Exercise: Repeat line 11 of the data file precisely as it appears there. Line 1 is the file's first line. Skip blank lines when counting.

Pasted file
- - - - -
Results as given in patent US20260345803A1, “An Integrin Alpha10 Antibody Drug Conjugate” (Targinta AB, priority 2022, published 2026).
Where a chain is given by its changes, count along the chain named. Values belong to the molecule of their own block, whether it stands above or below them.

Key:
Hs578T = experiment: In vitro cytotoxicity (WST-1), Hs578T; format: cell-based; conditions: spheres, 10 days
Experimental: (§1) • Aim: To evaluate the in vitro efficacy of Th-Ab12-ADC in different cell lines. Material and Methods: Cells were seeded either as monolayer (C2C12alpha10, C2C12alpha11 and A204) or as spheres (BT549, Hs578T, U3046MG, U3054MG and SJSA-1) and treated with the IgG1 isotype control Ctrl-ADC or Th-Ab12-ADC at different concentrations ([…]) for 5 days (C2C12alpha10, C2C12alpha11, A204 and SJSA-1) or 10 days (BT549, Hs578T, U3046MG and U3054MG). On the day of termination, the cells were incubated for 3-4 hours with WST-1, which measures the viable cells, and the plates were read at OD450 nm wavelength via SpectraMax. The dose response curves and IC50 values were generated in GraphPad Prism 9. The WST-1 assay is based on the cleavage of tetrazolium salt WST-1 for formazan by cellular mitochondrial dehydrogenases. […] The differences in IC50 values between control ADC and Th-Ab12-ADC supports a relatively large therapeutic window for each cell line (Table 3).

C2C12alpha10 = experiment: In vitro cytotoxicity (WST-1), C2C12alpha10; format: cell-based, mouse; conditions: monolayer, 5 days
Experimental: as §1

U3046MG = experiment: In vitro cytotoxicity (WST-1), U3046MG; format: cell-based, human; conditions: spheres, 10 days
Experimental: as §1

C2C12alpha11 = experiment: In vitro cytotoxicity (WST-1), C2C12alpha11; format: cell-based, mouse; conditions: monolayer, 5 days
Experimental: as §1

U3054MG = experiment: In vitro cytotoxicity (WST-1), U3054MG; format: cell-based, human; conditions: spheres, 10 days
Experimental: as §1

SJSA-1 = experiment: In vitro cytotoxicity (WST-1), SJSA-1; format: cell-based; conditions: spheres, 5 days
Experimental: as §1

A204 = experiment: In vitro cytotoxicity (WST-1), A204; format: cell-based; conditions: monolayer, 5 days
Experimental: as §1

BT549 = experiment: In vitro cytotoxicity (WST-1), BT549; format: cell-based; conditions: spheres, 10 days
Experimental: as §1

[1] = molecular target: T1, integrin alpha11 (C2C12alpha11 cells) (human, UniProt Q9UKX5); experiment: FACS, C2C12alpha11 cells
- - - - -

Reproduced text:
Experimental: as §1